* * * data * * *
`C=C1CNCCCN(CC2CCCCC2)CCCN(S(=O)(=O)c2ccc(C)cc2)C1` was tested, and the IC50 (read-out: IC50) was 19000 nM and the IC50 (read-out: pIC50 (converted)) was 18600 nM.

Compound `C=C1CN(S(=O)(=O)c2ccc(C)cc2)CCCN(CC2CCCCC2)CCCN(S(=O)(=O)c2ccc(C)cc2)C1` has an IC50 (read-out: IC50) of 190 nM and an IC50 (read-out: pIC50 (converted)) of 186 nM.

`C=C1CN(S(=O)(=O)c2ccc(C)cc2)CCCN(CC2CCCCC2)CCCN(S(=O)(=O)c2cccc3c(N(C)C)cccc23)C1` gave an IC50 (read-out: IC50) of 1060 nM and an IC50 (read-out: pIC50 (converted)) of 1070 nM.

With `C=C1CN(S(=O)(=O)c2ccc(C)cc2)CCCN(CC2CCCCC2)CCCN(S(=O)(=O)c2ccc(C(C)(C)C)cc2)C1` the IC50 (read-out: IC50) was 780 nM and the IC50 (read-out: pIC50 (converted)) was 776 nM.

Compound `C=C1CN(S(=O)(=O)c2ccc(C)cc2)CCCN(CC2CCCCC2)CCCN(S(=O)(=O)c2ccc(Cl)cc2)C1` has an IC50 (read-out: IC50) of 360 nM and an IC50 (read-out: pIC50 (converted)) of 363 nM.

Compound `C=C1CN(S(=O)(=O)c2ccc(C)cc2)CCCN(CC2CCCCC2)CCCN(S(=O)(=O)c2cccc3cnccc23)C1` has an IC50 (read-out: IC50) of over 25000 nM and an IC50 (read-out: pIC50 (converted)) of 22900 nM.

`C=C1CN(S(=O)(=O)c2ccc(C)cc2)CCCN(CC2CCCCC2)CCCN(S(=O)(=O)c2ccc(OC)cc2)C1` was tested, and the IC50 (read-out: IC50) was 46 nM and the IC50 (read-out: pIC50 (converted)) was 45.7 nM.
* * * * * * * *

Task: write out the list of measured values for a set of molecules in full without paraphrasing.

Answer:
`C=C1CNCCCN(CC2CCCCC2)CCCN(S(=O)(=O)c2ccc(C)cc2)C1` was tested, and the IC50 (read-out: IC50) was 19000 nM and the IC50 (read-out: pIC50 (converted)) was 18600 nM.

Compound `C=C1CN(S(=O)(=O)c2ccc(C)cc2)CCCN(CC2CCCCC2)CCCN(S(=O)(=O)c2ccc(C)cc2)C1` has an IC50 (read-out: IC50) of 190 nM and an IC50 (read-out: pIC50 (converted)) of 186 nM.

`C=C1CN(S(=O)(=O)c2ccc(C)cc2)CCCN(CC2CCCCC2)CCCN(S(=O)(=O)c2cccc3c(N(C)C)cccc23)C1` gave an IC50 (read-out: IC50) of 1060 nM and an IC50 (read-out: pIC50 (converted)) of 1070 nM.

With `C=C1CN(S(=O)(=O)c2ccc(C)cc2)CCCN(CC2CCCCC2)CCCN(S(=O)(=O)c2ccc(C(C)(C)C)cc2)C1` the IC50 (read-out: IC50) was 780 nM and the IC50 (read-out: pIC50 (converted)) was 776 nM.

Compound `C=C1CN(S(=O)(=O)c2ccc(C)cc2)CCCN(CC2CCCCC2)CCCN(S(=O)(=O)c2ccc(Cl)cc2)C1` has an IC50 (read-out: IC50) of 360 nM and an IC50 (read-out: pIC50 (converted)) of 363 nM.

Compound `C=C1CN(S(=O)(=O)c2ccc(C)cc2)CCCN(CC2CCCCC2)CCCN(S(=O)(=O)c2cccc3cnccc23)C1` has an IC50 (read-out: IC50) of over 25000 nM and an IC50 (read-out: pIC50 (converted)) of 22900 nM.

`C=C1CN(S(=O)(=O)c2ccc(C)cc2)CCCN(CC2CCCCC2)CCCN(S(=O)(=O)c2ccc(OC)cc2)C1` was tested, and the IC50 (read-out: IC50) was 46 nM and the IC50 (read-out: pIC50 (converted)) was 45.7 nM.